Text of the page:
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Export Price Deflation Continues in November 2012

Written by Steven Hansen

In November 2012, the price deflation continues in import prices for the seventh month (last month’s inflation was wiped away with backward revision).  Export price price inflation moderated:

  • with imports down 0.9% month-over-month, down 1.6% year-over-year
  • and exports down 0.7% month-over-month, up 0.7% year-over-year.

There was general price weakness across most imports and export categories, lead by declining energy prices and moderating food prices.

There is only marginal correlation between economic activity, recessions and export / import prices. Prices can be rising or falling going into a recession or entering a period of expansion. Econintersect follows this data series to adjust economic activity for the effects of inflation where there are clear relationships.

Year-over-Year Change – Import Prices (blue line) and Export Prices (red line)

There are three cases of deflation outside of a recession – early 1990′s, late 1990′s, and mid 2000′s

According to the press release:

All Exports: Prices for overall exports decreased 0.7 percent in November after recording no change in October. The decline was driven by lower nonagricultural prices which more than offset a 0.1 percent uptick in agricultural prices. Despite the November decline, the price index for overall exports rose 0.7 percent over the past year.

All Imports: Import prices fell for the first time since July after rising 2.5 percent over the previous three months. A 3.0 percent decline in fuel prices mainly drove the November decrease in import prices, although nonfuel prices also decreased for the month. The price index for overall imports fell 1.6 percent over the past 12 months, a contrast to the previous 12-month period ended in November 2011 when import prices rose 10.1 percent.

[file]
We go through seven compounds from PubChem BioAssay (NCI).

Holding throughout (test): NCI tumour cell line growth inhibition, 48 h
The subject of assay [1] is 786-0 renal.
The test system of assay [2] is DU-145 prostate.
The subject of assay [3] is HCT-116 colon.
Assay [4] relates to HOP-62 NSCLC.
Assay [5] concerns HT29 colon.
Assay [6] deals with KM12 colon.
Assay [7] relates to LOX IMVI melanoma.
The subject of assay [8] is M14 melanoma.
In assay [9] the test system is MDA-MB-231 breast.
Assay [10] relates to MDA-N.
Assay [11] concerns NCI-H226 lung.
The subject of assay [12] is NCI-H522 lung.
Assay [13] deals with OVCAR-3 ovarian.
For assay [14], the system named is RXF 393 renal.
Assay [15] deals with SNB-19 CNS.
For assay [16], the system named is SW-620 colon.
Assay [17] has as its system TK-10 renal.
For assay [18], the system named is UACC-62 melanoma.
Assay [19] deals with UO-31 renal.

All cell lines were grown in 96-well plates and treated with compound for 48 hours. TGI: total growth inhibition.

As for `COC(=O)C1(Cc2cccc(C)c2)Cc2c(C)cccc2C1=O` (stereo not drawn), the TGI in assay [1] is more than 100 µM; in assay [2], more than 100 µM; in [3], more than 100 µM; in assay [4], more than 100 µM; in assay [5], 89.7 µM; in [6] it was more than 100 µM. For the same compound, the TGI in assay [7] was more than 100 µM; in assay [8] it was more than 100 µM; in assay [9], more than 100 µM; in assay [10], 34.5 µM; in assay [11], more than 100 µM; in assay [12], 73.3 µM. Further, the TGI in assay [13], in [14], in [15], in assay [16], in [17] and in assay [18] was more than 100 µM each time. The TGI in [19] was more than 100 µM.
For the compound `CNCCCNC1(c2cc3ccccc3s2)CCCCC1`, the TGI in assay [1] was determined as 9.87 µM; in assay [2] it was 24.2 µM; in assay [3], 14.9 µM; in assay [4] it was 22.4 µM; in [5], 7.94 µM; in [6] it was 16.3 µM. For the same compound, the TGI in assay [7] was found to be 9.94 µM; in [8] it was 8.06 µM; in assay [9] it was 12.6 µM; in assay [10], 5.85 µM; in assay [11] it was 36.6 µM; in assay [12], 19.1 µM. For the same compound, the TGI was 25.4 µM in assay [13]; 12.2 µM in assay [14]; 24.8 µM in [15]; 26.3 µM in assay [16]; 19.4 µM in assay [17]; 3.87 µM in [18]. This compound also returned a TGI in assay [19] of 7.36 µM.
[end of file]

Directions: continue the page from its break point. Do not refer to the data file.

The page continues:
How moderate the price increases have been over the past year is obvious from the graphic below.

Month-over-Month Change – Import Prices (blue line) and Export Prices (red line)

The biggest mover of import and export prices are oil (imports) and agricultural products (exports) – and both moderated this month.

Oil Import Price Change Month-over-Month (blue line) and Agriculture Export Change Month-over-Month

There are different rates of year-over-year inflation occurring in the economy according to multiple measurements by a single agency (BLS):

Each rate of inflation is measuring a different pulse point, and each represents the breadbasket of costs / prices relative to that grouping.

Caveats on the Use of the Export / Import Price Index

Both import and export prices index values shown in this post is a weighted average for the the entire category of exports or imports. The BLS has many sub-categories relating to a particular commodity or goods. Econintersect using spot checks believes these subindexes are accurate.

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